Applications for single-family residential mortgage loans are underwritten and closed in accordance with the standards of FHLMC or the investor’s guidelines. The Bank uses an automated underwriting software program owned by FHLMC named Loan Prospector on the majority of mortgage loans underwritten for sale to FHLMC. In addition, mortgage loans sold to other investors may be manually underwritten by the Bank, or through FHLMC’s Loan Prospector, or the respective investor, or the respective investor’s representatives, or through an investor’s automated underwriting system, if applicable. Generally, after receipt of a loan application from a prospective borrower, in compliance with federal and state laws and regulations, a credit report and verifications are ordered, or obtained, to verify specific information relating to the loan applicant’s employment, income and credit standing. If a proposed loan is to be secured by real estate, an appraisal of the real estate is usually undertaken either by an appraiser approved by the Bank and licensed by the State of North Carolina or an evaluation by qualified Bank personnel. In the case of single-family residential mortgage loans, except when the Bank becomes aware of a particular risk of environmental contamination, the Bank generally does not obtain a formal environmental report on the real estate at the time a loan is made. A formal environmental report may be required in connection with nonresidential real estate loans.
It is the Bank’s policy to record a lien on the real estate securing a loan and to obtain title insurance which insures that the property is free of prior encumbrances and other possible title defects. Borrowers must also obtain hazard insurance policies prior to closing and, when the property is in a flood plain as designated by the Federal Emergency Management Agency (“FEMA”), obtain flood insurance.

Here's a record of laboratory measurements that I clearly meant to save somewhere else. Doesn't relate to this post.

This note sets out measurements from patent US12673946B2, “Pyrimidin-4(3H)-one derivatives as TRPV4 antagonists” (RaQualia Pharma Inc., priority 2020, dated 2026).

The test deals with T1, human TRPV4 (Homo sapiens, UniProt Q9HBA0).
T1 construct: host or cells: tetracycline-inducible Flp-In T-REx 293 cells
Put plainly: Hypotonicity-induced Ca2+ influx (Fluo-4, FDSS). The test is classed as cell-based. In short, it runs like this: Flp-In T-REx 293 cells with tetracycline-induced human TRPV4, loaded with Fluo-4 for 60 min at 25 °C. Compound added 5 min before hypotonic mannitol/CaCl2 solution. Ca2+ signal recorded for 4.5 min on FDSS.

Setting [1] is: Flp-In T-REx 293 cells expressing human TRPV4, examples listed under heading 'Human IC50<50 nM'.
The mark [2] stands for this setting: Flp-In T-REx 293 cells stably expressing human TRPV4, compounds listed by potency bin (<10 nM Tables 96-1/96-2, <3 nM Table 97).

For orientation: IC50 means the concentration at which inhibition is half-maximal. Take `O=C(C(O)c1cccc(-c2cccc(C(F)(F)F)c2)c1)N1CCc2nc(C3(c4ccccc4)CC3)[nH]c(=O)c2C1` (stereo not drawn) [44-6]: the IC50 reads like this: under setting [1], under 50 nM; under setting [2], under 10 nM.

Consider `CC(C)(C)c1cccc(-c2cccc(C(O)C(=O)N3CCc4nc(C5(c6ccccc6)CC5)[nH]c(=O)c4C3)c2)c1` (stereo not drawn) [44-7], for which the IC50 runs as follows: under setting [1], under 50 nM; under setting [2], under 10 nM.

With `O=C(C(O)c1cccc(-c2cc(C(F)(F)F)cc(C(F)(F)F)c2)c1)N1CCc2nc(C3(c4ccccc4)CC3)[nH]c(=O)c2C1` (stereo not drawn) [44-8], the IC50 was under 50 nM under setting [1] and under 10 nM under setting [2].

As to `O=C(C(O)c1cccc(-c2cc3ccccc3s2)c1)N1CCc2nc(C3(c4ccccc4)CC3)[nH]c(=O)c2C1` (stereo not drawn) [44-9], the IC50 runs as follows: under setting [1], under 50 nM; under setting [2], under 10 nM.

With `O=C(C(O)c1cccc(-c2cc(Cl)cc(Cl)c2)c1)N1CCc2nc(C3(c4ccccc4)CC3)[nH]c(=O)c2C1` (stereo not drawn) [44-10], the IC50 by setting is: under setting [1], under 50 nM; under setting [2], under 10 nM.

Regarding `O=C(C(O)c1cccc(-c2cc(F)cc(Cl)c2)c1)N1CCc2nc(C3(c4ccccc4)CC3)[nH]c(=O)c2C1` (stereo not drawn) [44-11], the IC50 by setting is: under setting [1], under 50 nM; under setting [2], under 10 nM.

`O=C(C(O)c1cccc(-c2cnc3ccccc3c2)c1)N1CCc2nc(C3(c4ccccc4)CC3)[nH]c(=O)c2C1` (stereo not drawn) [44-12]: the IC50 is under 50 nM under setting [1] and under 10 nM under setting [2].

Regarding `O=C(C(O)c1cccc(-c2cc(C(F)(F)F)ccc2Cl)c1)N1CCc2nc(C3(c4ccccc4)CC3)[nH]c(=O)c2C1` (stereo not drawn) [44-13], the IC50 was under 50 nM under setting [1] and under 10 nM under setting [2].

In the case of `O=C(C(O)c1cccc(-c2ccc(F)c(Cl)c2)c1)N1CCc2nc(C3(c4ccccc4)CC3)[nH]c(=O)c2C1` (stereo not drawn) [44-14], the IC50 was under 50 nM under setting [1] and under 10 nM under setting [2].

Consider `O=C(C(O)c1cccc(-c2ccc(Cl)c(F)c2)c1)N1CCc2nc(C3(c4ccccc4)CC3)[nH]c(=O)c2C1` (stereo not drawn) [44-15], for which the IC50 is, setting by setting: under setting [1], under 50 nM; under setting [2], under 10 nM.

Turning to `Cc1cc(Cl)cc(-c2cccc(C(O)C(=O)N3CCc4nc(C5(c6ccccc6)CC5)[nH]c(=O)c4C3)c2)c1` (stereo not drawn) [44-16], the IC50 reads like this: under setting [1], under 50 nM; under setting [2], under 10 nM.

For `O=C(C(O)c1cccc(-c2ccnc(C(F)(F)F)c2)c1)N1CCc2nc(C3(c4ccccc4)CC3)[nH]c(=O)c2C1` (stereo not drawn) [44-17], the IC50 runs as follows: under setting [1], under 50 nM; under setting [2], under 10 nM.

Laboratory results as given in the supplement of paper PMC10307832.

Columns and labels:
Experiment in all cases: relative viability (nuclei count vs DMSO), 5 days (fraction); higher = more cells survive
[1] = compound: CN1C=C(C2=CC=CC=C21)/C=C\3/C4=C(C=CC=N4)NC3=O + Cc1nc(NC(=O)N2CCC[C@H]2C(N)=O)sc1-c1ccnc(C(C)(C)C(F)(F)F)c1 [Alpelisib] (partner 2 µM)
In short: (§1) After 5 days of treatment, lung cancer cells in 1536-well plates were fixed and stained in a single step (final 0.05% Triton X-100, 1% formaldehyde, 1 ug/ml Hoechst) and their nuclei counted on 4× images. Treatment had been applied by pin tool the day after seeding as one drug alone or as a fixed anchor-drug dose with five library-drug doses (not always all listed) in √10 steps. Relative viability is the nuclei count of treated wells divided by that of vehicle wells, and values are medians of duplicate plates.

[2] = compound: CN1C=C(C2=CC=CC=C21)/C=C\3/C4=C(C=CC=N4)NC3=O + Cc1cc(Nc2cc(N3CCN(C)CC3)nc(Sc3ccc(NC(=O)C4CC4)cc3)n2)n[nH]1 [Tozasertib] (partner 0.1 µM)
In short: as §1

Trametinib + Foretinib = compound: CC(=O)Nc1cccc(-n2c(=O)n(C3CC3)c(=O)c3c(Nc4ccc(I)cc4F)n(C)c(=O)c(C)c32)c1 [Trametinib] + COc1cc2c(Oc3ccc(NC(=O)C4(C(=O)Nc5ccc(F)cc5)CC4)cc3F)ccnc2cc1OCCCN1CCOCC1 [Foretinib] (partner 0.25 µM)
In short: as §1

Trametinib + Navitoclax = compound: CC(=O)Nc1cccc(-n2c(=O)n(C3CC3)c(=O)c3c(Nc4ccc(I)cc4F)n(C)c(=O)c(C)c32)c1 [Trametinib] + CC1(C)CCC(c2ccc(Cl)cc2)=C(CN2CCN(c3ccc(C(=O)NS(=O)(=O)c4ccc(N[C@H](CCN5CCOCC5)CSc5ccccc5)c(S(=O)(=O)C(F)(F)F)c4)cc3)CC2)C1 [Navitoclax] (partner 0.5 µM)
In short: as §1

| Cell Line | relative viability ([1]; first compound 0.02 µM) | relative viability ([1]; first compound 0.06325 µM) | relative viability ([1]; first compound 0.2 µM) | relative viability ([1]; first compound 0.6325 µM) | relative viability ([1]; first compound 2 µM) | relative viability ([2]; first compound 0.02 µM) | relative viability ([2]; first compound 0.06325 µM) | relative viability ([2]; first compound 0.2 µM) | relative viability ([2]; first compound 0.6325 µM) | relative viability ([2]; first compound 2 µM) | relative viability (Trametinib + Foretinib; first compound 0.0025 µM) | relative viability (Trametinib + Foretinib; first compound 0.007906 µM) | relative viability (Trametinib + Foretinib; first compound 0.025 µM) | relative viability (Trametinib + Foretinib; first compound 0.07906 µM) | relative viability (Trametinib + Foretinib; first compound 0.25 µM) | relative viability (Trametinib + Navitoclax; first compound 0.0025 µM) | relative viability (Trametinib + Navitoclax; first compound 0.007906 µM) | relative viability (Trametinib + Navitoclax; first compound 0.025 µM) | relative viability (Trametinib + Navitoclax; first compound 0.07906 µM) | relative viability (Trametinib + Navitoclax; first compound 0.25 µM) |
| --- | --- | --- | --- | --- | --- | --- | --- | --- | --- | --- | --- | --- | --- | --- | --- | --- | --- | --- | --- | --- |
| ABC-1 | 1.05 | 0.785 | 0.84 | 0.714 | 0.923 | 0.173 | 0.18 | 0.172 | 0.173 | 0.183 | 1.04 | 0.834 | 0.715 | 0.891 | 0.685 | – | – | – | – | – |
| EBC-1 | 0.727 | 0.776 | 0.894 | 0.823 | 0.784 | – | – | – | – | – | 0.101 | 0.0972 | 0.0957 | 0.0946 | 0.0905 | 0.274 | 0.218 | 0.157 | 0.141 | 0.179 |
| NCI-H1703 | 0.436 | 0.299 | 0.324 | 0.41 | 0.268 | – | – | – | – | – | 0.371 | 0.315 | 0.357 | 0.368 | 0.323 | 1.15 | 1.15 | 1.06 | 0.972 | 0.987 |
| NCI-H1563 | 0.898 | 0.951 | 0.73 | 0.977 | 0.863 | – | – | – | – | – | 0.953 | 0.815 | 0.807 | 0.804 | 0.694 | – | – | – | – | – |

If the amount of a residential mortgage loan originated or refinanced exceeds 80% of the lesser of the appraised value or contract price, the Bank’s practice generally is to obtain private mortgage insurance at the borrower’s expense on that portion of the principal amount of the loan that exceeds 80%. Certain government insured or guaranteed mortgage loans have loan-to-values higher than 95%, which are generally sold to outside investors, servicing released. The Bank generally makes single-family residential mortgage loans with up to a 95% loan-to-value ratio if the required private mortgage insurance is obtained. The Bank generally limits the loan-to-value ratio on commercial real estate mortgage loans to 85%, although the loan-to-value ratio on commercial real estate loans in limited circumstances has been as high as 100%. The Bank generally limits the loan-to-value ratio on multi-family residential real estate loans to 85%, although in limited circumstances the loan-to-value ratio has been higher. The Bank is subject to regulations that limit the amount the Bank can lend to one borrower. See “— Depository Institution Regulation — Limits on Loans to One Borrower.” Under these limits, the Bank’s loans-to-one-borrower were limited to $13.5 million at December 31, 2011. At that date, the Bank had no lending relationships in excess of the loans-to-one-borrower limit.